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Peripheral Nerve Block Anesthesia

What is Anesthesia?

Anesthesia (an-iss-thee-zuh) is medicine to make you comfortable during surgery or a procedure. There are many types of anesthesia. The anesthesia medicine may be given in your IV, through a face mask, or through a tube in your nose or throat. It can also be given as a shot in your back or as a shot in the area where you will have surgery. The type of anesthesia you may have depends on the type of surgery or procedure you are having. You and your caregiver have decided that peripheral (per-ih-fur-ull) nerve block anesthesia is best for you.

What is Peripheral Nerve Block Anesthesia?

With a peripheral nerve block anesthesia just your arm or leg is numb during surgery. Peripheral nerve block anesthesia can be used for many kinds of surgeries or procedures on your arm or leg. Tell your anesthesia caregiver if you or anyone in your family has ever had any problems with anesthesia. Remember to tell your anesthesia caregiver if you have ever had a very high temperature during or after surgery.


Before the surgery or procedure, you may be given medicine in your IV to make you feel sleepy and more relaxed. Caregivers help you get comfortable on the operating room bed. Anesthesia caregivers use machines to see how your body is doing.

  • Pulse oximeter: A pulse oximeter is a device that measures the amount of oxygen in your blood. A cord with a clip or sticky strip is placed on your finger, ear, or toe. The other end of the cord is hooked to a machine. Never turn the pulse oximeter or alarm off. An alarm will sound if your oxygen level is low or cannot be read.
  • Vital signs: Caregivers will check your blood pressure, heart rate, breathing rate, and temperature. They will also ask about your pain. These vital signs give caregivers information about your current health.
  • Getting Peripheral Nerve Block: Your skin is cleaned with a special soap. A small hand-held machine called a nerve stimulator may be used to help find the nerves that control feeling in the surgical area. After the nerve is found, a needle is put into your skin near the nerve. Medicine is put through the needle and then the needle is removed. Your arm or leg becomes numb. You will not be able to move your arm or leg for about 15 to 20 minutes after you get the medicine. Caregivers will not start surgery until your arm or leg is numb.
  • After Getting Anesthesia: After surgery you are taken to a room where you can rest until the numbness goes away. You may then be allowed to go home. If you are staying in the hospital you may be taken back to your room. You may not be able to feel pain in your arm or leg for 4 to 18 hours. This makes it easier to hurt or burn yourself. Avoid bumping your arm or leg.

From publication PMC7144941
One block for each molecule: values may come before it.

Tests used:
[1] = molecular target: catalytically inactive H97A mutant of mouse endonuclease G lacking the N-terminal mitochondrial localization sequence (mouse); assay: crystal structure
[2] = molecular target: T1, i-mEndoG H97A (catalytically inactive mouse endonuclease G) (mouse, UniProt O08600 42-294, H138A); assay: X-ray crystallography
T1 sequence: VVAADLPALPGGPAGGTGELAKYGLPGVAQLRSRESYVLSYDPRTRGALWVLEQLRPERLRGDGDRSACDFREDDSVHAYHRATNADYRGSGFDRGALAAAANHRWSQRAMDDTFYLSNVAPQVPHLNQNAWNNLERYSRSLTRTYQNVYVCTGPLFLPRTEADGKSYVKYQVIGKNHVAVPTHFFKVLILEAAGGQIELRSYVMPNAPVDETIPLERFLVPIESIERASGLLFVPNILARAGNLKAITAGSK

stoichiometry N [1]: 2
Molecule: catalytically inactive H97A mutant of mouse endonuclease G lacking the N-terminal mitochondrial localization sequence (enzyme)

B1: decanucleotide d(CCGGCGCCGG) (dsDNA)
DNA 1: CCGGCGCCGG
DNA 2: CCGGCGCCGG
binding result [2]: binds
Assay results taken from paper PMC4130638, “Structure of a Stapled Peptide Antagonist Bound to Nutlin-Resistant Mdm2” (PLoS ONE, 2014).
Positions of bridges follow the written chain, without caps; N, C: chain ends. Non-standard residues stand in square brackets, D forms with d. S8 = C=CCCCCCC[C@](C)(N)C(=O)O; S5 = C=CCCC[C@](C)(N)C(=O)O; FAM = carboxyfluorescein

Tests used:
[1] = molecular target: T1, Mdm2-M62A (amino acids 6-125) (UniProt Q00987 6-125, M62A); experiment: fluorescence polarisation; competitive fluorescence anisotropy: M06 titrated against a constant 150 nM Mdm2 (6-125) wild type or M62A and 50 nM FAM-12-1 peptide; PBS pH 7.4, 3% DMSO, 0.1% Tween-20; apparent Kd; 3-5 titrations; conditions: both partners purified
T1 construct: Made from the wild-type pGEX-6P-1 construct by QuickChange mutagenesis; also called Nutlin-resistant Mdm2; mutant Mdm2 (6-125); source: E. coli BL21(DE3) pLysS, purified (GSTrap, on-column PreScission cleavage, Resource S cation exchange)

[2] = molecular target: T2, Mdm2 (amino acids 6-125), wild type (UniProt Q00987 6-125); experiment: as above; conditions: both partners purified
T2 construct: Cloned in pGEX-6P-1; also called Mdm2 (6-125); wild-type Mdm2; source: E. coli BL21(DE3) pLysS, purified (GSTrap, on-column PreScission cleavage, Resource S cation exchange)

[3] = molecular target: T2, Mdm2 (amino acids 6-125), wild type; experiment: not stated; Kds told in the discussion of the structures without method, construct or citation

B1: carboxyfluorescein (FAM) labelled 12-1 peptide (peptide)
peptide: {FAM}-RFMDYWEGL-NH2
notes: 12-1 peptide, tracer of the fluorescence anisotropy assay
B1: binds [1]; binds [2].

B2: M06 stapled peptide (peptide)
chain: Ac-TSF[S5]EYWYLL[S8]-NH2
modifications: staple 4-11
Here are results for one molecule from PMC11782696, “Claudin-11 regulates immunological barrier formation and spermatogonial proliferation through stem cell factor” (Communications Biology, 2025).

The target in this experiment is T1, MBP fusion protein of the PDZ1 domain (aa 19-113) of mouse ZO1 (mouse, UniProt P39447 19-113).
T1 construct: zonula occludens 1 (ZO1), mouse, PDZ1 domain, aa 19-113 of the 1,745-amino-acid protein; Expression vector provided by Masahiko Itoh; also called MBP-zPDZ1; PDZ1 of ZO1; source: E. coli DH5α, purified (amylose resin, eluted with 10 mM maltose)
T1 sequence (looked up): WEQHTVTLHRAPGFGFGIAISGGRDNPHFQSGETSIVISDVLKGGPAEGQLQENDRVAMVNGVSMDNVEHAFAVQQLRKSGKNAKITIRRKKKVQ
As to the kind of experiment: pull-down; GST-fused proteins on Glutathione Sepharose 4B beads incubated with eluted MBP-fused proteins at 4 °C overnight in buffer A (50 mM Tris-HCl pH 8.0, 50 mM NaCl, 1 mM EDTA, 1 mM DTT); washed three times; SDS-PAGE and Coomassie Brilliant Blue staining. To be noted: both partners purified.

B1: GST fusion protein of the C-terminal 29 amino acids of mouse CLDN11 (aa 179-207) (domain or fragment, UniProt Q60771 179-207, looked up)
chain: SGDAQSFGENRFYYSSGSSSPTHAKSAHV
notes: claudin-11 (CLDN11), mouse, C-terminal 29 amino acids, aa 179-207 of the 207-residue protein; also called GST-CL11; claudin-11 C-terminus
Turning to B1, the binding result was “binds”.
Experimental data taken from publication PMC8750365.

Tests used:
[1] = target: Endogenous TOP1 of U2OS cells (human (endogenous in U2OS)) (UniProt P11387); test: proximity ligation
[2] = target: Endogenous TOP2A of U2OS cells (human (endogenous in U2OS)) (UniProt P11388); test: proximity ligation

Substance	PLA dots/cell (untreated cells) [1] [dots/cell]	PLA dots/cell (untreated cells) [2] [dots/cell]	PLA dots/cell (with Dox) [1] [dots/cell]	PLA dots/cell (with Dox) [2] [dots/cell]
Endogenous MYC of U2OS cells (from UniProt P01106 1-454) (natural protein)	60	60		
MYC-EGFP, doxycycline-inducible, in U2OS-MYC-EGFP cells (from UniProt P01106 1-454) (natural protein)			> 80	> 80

Informed Consent:

  • You have the right to understand your health condition in words that you know. You should be told what tests, treatments, or procedures may be done to treat your condition. Your caregiver should also tell you about the risks and benefits of each treatment. You may be asked to sign a consent form that gives caregivers permission to do certain tests, treatments or procedures. If you are unable to give your consent, someone who has permission can sign this form for you. A consent form is a legal piece of paper that tells exactly what will be done to you. This consent also gives permission for anesthesia. Before giving your consent, make sure all your questions have been answered so that you understand what may happen.


The following are risks that may happen with peripheral nerve block anesthesia. Caregivers will watch you closely and treat any problems. Call your caregiver if you are worried or have questions about your care.

  • You could have a bad reaction to the medicine.
  • You could feel nauseated (sick to your stomach) during or after surgery.
  • It may take awhile for the medicine to wear off before you can feel and move normally.
  • You could have a seizure or heart attack.
  • You could have long-lasting numbness, pain, or loss of function of body parts.
  • Your thinking may be unclear. Do not make important decisions for 24 hours after having peripheral nerve block anesthesia.

Care Agreement

You have the right to help plan your care. Learn about your health condition and how it may be treated. Discuss treatment options with your caregivers to decide what care you want to receive. You always have the right to refuse treatment.

The above information is an educational aid only. It is not intended as medical advice for individual conditions or treatments. Talk to your doctor, nurse or pharmacist before following any medical regimen to see if it is safe and effective for you.

Further information

Always consult your healthcare provider to ensure the information displayed on this page applies to your personal circumstances.